I received a message the other day from a client that read along the lines of:
“T, if you had to choose one pill to take every day and couldn’t take anything else, what would it be?”
Interesting question! Although, it didn’t take me long to fire off a response: “Vitamin D. Hands down.”
Not Fish Oil?!!
Not a stool softener?!?!?
Not a baby aspirin, a statin, or Flintstone Multi?!?! (Oh, the humanity!!!)
Despite its name, “Vitamin” D is actually a steroid hormone, which you get primarily from either sun exposure or supplementation, along with some foods. Researchers have also discovered that Vitamin D is involved in the biochemical cellular machinery of ALL cells and tissues in your body. Hence, when you don't have enough, your entire body struggles to function optimally.
Just how important is Vitamin D? Here are a few facts about its relevance to health:
- Your mental health may suffer when you're vitamin D deficient. Previous research has shown having a Vitamin D level below 20 ng/mL may raise your risk for depression by as much as 85%, compared to having a vitamin D level greater than 30 ng/mL. Studies also confirmed that vitamin D supplementation can also alleviate symptoms of depression.
- Increasing levels of Vitamin D among the general population could potentially prevent chronic diseases that claim nearly 1 million lives throughout the world each year.
- Adequate Vitamin D levels may decrease your risk of ALL cancer by 77%
- Vitamin D deficiency contributes to high blood pressure, diabetes, and inflammation—all of which increase cardiovascular risk. Low levels of Vitamin D have been noted in heart attack sufferers and those with atherosclerosis, and may contribute to the elevated cardiovascular risk that accompanies kidney disease.
- Vitamin D works better than the flu vaccine if taken when your levels are low
(Psshhh) “Flu Shmoo, T…. what do I need to do about it?”
Okay Okay! So, how much is necessary?
Well, to reap maximum benefit, research shows that you need a vitamin D level of at least 40 to 60 ng/ml (a more ideal level may be 50 to 70 ng/ml), and to get there, you may need around 5,000 to 6,000 IUs of Vitamin D per day.
“But T, I live in Louisiana. I get plenty of sunshine. Mah D level is to da max!”
Uno, momento! (as T looks for sharp object to burst your naïve bubble)
Unfortunately, unless you commute midday in a convertible or are a professional fisherman, your 1 hour on your lawnmower Saturday afternoon just may not cut it. While sunlight is the ideal way to optimize your Vitamin D, winter and work prevent more than 90 percent of those reading this article from achieving ideal levels without supplementation. The only way to know you have adequate levels of Vitamin D is to measure it.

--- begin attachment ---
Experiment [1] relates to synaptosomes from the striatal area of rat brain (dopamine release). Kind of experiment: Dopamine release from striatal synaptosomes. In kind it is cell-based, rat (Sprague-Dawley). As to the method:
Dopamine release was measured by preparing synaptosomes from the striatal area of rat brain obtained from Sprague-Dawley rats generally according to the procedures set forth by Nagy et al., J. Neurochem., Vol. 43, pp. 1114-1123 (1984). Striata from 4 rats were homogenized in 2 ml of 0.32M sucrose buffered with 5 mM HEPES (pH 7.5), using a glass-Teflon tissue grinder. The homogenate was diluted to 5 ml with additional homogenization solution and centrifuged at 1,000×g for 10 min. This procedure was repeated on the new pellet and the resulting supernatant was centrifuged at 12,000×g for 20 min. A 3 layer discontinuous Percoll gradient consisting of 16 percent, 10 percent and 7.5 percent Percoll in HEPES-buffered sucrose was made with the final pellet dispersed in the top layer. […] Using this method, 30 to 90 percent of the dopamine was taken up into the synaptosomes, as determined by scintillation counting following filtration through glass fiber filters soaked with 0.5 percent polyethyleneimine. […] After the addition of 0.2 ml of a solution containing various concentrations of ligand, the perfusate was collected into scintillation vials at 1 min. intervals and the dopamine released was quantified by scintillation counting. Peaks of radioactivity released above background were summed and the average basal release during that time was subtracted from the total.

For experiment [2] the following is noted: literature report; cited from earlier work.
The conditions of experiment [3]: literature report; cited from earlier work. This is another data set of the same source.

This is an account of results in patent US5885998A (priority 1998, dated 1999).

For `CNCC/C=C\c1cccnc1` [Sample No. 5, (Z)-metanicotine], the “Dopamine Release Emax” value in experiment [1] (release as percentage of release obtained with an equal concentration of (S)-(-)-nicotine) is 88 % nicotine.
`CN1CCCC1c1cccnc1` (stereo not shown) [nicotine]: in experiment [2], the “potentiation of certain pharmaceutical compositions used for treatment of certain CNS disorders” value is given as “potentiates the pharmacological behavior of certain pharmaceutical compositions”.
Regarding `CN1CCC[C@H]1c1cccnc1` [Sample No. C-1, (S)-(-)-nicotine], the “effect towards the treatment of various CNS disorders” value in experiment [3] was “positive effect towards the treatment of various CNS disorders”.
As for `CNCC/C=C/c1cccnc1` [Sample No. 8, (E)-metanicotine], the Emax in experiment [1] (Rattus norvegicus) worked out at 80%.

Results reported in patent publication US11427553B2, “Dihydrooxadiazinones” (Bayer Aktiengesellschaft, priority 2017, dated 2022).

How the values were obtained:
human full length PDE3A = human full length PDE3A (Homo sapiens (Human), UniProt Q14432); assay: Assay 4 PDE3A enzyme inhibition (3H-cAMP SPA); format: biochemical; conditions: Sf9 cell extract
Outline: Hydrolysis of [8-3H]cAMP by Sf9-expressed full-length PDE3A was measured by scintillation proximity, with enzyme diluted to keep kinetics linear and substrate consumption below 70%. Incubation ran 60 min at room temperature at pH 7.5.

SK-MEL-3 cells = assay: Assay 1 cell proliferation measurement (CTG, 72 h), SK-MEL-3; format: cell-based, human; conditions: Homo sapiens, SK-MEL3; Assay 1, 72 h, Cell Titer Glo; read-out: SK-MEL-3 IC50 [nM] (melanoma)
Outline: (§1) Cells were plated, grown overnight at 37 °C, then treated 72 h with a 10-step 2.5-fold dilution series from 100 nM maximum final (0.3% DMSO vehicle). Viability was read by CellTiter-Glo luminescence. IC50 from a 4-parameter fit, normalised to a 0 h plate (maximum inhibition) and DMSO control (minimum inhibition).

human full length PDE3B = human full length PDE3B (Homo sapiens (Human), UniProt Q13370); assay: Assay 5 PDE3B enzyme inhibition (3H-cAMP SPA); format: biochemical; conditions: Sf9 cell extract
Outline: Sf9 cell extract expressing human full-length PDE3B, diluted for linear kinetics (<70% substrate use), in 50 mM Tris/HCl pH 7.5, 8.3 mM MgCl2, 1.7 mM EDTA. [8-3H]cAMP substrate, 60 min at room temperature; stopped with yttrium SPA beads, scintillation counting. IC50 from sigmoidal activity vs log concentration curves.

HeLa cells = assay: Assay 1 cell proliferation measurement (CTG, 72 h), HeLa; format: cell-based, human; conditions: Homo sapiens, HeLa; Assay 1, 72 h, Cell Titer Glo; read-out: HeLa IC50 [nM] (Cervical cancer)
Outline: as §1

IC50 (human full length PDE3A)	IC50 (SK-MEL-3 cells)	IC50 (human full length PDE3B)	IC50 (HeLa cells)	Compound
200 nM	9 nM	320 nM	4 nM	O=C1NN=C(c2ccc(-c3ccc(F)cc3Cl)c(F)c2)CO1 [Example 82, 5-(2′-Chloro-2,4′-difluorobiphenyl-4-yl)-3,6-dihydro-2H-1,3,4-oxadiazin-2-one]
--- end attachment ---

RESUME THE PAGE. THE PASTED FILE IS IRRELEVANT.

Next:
But what about foods that contain Vitamin D?
Although few foods contain significant amounts of Vitamin D, important sources in the diet could include fatty fish (such as salmon or tuna) fish liver oils, and eggs. Small amounts of Vitamin D were also found in beef liver, cheese, and other dairy products. However, I do NOT condone attempting to achieve optimal Vitamin D levels by consuming dairy. The benefits definitely do not outweigh the risks associated. (FYI: the government will also list Orange Juice that has been fortified with Vitamin D as a reliable food source. #Murica!)
Just to give you an idea of the amount of Vitamin D levels contained in some foods along with their recommended dietary allowance (RDA):
- Four ounces of wild-caught Alaskan sockeye salmon — 128% of the RDA
- 3.2 ounces of sardines — 44% of the RDA
- One egg — 11% of the RDA
- Shiitake mushrooms — 5% of the RDA
- Gumbo and Beer – You wish!
Keep in mind that the RDA is far lower than necessary to raise your Vitamin D levels into the therapeutic range, so it's difficult to achieve enough vitamin D from dietary sources alone. Contrary to what's reported by most mainstream media (Facebook MD*), most people cannot optimize their Vitamin D levels by getting the recommended 600 IUs of Vitamin D from fortified foods. Again, the only way to know for sure how much Vitamin D that you need, specifically, is to test it. Period! If it's very low, you may need 8,000 to 10,000 IUs of Vitamin D per day in order to reach and maintain a clinically relevant level of 45 to 60 ng/mL.
It is also important to note that if you've been supplementing for some time and your levels are still below 45 ng/mL, you then know you have to further increase your dose. If you have been using an oral supplement, make sure to also boost your vitamin K2 and Magnesium intake, as these nutrients help optimize Vitamin D levels.
From experience, the majority of clients that I have tested or that have sent me their lab work, have been deficient in Vitamin D. During the winter months, it is almost inevitable. Get tested, supplement adequately, and for God’s sake, don’t drink fortified OJ!
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"EVERYONE NEEDS SOMEONE TO HELP THEM DO WHAT THEY OUGHT TO DO. YOUR JOURNEY AWAITS....."
-TYLER LAFLEUR RN, CEP, CFMP